This is 1990.

PROFESSOR LANGFORD
1994. And this National Water Reform Agenda is a follow up to that Reform Agenda of 1994. And it is about water accounting. It!|s about environment flows and environmental protection for sustainability. It!|s about water markets and water trading, and it!|s about sustainable urban water supply and water systems.

JACKY ANGUS
Does it sound good to you, is it going to make things better?

PROFESSOR LANGFORD
It has some very powerful elements in it. It!|s a question whether governments fully implement it or not?

JACKY ANGUS
You mean the state governments?

PROFESSOR LANGFORD
Well, the state governments have a financial incentive to do so, but there are a lot of !V there!|s a lot of politics in it. Water is a very political subject. At the core of it, which might sound a boring subject is water accounting !V how much water is there and who!|s using it and what!|s happening to the inefficiencies in water use. It!|s very important. We measure water in this country with elastic sided buckets. So, we!|re very poor [with] measurement - inaccuracies. and that!|s got to be fixed. It!|s not a popular subject, but it!|s very important to our future.

JACKY ANGUS
Look, Professor. What!|s been done since 1994, that!|s a while ago?

PROFESSOR LANGFORD
Yes. Well, user pays water pricing has been made universal. The water markets have been extended and made more sophisticated. There!|ve been significant water savings in the cities and in fact those programs go back to the early 80s I might add, so we!|ve been at it for 25 years. And there!|ve been improvements in cost recovery and irrigation.

JACKY ANGUS
Now water marketing is different from water trading isn!|t it? Water trading is a new initiative?

PROFESSOR LANGFORD
No, water markets and water trading are the same thing.

JACKY ANGUS
The same thing, because there!|s been a lot of talk about this water trading. Now how would that actually work say in a situation of farmers having to trade water?

PROFESSOR LANGFORD
Well, it!|s always been determined by government and by bureaucrats as to who got water. And particularly in a drought like we have at the moment, the ability for farmers to temporarily trade water with each other is a great means for them to manage their way through. The horticulturalists who!|ve got trees, that need protecting, they can buy water from rice growers or from dairy farmers, people with pasture, so that they protect the core productive assets of their enterprise. And it!|s made the politics of managing these droughts lot better because the irrigators themselves share out the water. And indeed I!|ve got an irrigation research project, very important one and I!|ve had to go into the market and buy water. 30 megalitres, that!|s about 20 Olympic swimming pools full at $440 a megalitre, so I can do my research.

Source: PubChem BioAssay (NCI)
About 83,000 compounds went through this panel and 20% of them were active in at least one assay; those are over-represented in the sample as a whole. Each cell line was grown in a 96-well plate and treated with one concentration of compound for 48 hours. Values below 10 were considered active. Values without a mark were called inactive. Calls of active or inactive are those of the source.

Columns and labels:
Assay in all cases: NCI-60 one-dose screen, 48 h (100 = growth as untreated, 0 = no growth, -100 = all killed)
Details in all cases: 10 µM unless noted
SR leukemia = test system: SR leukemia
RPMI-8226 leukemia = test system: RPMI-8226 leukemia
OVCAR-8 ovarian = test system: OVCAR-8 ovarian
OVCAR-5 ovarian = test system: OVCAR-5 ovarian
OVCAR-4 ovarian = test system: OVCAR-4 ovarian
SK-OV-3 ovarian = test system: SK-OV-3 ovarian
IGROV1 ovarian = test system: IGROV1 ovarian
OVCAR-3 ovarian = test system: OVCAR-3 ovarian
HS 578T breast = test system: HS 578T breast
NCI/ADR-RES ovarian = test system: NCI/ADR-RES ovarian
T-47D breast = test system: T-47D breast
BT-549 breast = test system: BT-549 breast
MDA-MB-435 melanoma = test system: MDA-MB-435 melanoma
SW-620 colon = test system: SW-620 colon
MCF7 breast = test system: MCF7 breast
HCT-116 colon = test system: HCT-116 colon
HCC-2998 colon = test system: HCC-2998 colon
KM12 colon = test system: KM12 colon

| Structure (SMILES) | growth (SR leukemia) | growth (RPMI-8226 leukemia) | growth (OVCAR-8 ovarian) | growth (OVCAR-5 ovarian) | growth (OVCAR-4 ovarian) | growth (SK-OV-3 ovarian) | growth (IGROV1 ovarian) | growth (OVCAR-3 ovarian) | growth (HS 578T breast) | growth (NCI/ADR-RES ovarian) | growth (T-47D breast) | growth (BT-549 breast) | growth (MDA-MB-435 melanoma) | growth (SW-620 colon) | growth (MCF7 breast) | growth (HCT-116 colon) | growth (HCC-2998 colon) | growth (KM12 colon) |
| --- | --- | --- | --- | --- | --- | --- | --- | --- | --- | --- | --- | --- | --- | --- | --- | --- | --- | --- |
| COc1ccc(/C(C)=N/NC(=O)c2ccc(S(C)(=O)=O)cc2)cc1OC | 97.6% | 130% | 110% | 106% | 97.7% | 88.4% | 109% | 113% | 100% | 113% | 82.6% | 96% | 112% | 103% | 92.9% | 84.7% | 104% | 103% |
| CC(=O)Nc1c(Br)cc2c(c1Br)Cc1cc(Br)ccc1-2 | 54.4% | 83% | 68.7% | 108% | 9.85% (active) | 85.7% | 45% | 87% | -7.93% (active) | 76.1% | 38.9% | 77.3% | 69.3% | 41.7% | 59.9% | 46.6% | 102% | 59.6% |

PROFESSOR MILLIS
But I think it!|s important to recognise the trade in water, as John said, helps us to use the water that!|s extracted out of the rivers more efficiently. It doesn!|t, in fact, save water. It is making that water do its job in a better fashion.

JACKY ANGUS
And is that going to happen, do you think, Professor Millis, with this new initiative?

PROFESSOR MILLIS
Well, I think there!|s a real incentive to do this because if a person buys water from his neighbour, he!|s going to be very sure about the way in which he uses it. He!|s going to use it !V because he won!|t buy it unless he!|s got a very real expectation of a decent yield from that purchase.

JACKY ANGUS
Well, the assumption is, of course, that he can afford to buy it.

PROFESSOR MILLIS
Well, that!|s a decision every farmer makes all the time as to whether or not he!|s going to stay in the business, even. Because if he doesn!|t get the water, maybe he goes out of business. So, that it!|s a very real economic decision for him as well.

JACKY ANGUS
Well, has this initiative come too late? That!|s what the critics say?

PROFESSOR LANGFORD
Well, better late than never, I would say. But one should recognise these reforms have been going on for a very long time and Australia has a very good reputation internationally for both its rural and urban water management. We might think we!|re !V we!|re backward, but indeed the international community regard us as very advanced.

JACKY ANGUS
Now, I understand that in the cities water has now become an increasing problem, Professor Millis.

PROFESSOR MILLIS
Yes. Well, certainly the !V in the state of Victoria which is down in the south east of the continent, we!|ve had a realisation that our dams which were quite considerable, were, in fact, becoming under stress as the demands of individuals increased in the amount they actually per head, and our water supply was not in fact in any way increasing and in fact over the past decade we have experienced dry conditions with lower than expected average input into our reservoirs. So that, instead of being running at 70 to 90% full which they did some perhaps 40 years ago, now they!|re running at from 60 to 40 odd percent. And at this capacity is really serious. So that at around about 2002, a report was written which offered a number of different ways in which the community of Melbourne could reduce its demand for water, because always you have this problem. If you can reduce demand then it more nearly meets the supply you have. And our task, is to cope with that mismatch of demand and supply. And, as the citizens of Melbourne want more population, you have a double whammy.